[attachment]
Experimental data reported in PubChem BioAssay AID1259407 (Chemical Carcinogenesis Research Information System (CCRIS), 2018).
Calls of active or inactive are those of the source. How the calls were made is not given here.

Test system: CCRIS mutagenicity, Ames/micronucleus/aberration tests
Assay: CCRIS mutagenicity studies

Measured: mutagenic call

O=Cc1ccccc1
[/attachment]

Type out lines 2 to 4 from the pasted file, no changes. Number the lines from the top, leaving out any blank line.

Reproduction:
Calls of active or inactive are those of the source. How the calls were made is not given here.

Test system: CCRIS mutagenicity, Ames/micronucleus/aberration tests
Assay: CCRIS mutagenicity studies